Leshana Tova Tikoseiv Vesichoseim Le’Alter LeChaim Tovim U’Leshalom — “May you be inscribed and sealed for a Good Year and for a Good and Peaceful Life”
Leshana Tova Tikoseiv Vesichoseim Le’Alter LeChaim Tovim U’Leshalom — “May you be inscribed and sealed for a Good Year and for a Good and Peaceful Life”
In 1 Corinthians 6:19, it says: “What? know ye not that your body is the temple of the Holy Ghost which is in you, which ye have of God, and ye are not your own?” As some Mormon youth teachers used to like to say to encourage chastity: “Your body is a temple, and he doesn’t have a recommend!” or as I saw on a tee shirt: “Your body is a temple, not a visitor center.” This scripture is often trotted out in opposition to tattoos or piercings, likening those actions to vandalism of the exterior temple walls. It’s also used to support the Word of Wisdom, and this interpretation isn’t unique to Mormonism. Other faiths use it to enforce modesty, anti-smoking and temperance.
But what if this scripture is not referring to our individual bodies, but the body of saints? Consider this passage from 1 Corinthians 12: 12-14: [Read more...]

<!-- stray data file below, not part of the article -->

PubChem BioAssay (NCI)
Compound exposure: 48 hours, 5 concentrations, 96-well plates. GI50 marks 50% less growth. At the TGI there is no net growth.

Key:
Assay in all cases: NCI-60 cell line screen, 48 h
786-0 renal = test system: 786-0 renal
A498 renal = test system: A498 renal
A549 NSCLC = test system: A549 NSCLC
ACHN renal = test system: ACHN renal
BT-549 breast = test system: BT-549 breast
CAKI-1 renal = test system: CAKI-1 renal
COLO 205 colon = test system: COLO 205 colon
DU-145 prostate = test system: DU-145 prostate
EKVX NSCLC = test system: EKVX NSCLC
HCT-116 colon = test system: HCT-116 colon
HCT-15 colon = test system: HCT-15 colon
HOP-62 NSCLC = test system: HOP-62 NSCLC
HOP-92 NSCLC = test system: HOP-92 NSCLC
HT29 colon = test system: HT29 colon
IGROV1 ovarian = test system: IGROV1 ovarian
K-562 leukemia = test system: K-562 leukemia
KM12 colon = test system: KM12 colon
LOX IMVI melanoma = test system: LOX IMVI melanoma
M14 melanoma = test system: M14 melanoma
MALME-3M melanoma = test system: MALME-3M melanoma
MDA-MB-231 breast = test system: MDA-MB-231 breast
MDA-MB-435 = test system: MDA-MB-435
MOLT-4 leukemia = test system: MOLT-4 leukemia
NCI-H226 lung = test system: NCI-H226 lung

As an American living in Asia, I often experienced cultural disconnects. A peer or friend would make a comment so obviously based on assumptions or values I didn’t share that I realized that my own values and assumptions must sound equally foreign to them.
Last year, a colleague in India made a statement that I found very unsettling. He said: “When we focus on results nothing changes. When we focus on change we see results.” Since this claim was made in a business setting in a results-driven culture, I was taken aback. I had to ask him to repeat it several times, yet it still flew in the face of everything I believe as a business person. I really was at a loss how to respond to someone who believed that. Was he really saying you should get an A for effort and that results didn’t matter? If so, that explained a lot about the results I was seeing from his group! [Read more...]
BYU Studies has posted an understanding, helpful response today to the article in the New York Times (“Some Mormons Search the Web and Find Doubt”) that has caused some stir in Mormon circles online over the weekend.
BYU Studies’ Editor-in-Chief, John W. Welch, notes that “BYU Studies may shed some important light on those subjects. While no one has all the answers to every question, the BYU Studies website, together with many other resources and publications, are now easily available to provide many well-researched and well-written treatments of topics of current interest. We invite people to familiarize themselves with this website. It may come in very handy.”